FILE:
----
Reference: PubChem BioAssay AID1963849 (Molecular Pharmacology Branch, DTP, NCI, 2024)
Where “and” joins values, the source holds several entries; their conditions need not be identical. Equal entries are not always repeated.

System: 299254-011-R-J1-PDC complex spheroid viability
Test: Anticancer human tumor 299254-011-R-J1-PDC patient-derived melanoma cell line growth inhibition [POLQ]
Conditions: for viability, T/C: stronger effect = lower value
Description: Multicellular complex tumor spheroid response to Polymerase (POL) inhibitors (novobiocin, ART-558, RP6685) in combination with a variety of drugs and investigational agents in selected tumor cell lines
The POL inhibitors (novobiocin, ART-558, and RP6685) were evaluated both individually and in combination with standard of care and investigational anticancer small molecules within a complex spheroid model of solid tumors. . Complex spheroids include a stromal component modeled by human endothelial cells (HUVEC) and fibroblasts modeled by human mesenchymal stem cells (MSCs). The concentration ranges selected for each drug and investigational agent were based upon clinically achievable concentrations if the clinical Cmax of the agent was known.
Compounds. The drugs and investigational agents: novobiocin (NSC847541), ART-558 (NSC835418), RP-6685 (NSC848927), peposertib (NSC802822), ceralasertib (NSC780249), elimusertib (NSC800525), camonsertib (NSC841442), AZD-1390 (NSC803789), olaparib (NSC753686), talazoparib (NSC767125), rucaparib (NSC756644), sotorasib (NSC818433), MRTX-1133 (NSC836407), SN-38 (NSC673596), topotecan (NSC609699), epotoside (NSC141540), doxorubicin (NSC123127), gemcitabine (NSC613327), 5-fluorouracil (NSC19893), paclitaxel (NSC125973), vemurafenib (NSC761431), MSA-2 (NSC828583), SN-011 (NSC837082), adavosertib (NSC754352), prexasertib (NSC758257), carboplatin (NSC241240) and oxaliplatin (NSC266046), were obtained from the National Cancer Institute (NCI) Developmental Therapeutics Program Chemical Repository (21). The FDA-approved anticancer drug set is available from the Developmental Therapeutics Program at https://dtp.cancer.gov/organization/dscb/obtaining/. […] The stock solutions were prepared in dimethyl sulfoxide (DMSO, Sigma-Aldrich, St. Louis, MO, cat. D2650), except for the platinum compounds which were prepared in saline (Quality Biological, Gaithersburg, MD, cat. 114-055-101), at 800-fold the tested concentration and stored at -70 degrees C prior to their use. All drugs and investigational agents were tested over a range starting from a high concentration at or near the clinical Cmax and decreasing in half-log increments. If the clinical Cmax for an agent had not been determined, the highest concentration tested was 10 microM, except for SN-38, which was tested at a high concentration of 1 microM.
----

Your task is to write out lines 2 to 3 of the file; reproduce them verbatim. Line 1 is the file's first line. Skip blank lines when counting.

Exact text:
Where “and” joins values, the source holds several entries; their conditions need not be identical. Equal entries are not always repeated.

System: 299254-011-R-J1-PDC complex spheroid viability